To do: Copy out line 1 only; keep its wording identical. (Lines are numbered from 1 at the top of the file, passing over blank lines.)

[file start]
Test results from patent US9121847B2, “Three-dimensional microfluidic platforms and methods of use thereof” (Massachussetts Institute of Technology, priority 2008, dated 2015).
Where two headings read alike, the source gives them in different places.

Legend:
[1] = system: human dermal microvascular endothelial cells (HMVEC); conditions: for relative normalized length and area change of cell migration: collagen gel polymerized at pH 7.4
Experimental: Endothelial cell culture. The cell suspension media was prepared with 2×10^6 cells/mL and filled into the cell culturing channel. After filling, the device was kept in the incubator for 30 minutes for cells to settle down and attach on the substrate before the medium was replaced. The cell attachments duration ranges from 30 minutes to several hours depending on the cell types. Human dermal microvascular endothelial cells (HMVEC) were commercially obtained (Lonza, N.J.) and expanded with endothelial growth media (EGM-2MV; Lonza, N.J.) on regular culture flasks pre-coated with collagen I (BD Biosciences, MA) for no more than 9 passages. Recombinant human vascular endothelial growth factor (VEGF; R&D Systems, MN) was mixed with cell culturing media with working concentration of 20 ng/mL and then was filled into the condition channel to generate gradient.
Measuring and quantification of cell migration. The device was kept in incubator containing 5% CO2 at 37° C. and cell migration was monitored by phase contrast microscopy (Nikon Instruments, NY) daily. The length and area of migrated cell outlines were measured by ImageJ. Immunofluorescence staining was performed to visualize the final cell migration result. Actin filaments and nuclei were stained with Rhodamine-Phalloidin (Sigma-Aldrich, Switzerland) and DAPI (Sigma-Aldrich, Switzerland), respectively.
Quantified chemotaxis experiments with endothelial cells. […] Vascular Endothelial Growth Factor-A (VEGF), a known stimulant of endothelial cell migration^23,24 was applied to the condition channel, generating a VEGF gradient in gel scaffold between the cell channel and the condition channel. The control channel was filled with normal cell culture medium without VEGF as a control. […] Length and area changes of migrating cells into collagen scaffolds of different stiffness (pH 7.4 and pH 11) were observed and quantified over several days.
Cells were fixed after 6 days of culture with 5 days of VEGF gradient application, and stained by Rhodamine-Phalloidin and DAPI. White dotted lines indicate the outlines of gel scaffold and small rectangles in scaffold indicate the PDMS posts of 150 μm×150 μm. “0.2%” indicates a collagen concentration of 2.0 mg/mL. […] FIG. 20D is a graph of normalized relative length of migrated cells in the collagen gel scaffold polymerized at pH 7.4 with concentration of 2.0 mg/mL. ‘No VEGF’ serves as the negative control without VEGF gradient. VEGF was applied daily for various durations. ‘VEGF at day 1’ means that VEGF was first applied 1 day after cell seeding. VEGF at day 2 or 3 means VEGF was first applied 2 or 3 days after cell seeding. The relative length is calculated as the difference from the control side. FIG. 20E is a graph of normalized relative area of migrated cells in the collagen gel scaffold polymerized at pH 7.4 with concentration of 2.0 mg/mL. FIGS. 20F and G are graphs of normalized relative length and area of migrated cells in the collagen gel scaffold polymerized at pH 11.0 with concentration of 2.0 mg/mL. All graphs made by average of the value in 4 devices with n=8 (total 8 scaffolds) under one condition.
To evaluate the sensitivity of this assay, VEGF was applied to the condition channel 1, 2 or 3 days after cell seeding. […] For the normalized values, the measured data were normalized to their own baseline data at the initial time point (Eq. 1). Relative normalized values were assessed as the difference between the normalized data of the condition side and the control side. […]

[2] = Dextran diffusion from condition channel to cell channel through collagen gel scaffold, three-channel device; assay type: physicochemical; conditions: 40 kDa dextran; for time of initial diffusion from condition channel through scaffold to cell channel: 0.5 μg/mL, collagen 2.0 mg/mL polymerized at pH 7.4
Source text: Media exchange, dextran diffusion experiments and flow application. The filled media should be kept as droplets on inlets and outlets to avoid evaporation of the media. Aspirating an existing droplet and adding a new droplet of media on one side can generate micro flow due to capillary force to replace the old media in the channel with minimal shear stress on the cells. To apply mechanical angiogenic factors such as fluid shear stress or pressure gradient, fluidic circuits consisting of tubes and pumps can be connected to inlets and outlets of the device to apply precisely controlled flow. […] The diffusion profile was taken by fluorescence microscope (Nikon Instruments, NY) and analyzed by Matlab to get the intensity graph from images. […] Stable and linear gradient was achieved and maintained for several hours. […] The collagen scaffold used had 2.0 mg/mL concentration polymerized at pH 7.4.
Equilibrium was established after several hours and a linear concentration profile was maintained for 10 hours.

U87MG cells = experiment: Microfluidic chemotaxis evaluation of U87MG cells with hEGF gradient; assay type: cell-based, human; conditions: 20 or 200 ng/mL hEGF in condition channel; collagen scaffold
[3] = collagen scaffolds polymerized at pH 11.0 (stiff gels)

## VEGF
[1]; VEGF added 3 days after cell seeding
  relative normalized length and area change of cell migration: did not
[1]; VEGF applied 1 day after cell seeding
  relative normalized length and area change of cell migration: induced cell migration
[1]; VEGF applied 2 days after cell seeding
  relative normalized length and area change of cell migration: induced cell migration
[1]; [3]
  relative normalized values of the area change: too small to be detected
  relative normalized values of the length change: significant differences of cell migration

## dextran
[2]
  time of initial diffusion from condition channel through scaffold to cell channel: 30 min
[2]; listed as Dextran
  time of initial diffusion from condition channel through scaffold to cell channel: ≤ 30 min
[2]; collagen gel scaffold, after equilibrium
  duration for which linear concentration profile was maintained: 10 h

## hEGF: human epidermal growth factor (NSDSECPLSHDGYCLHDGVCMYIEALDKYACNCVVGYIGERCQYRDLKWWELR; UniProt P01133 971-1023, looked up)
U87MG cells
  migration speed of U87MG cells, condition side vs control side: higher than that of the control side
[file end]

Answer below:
Test results from patent US9121847B2, “Three-dimensional microfluidic platforms and methods of use thereof” (Massachussetts Institute of Technology, priority 2008, dated 2015).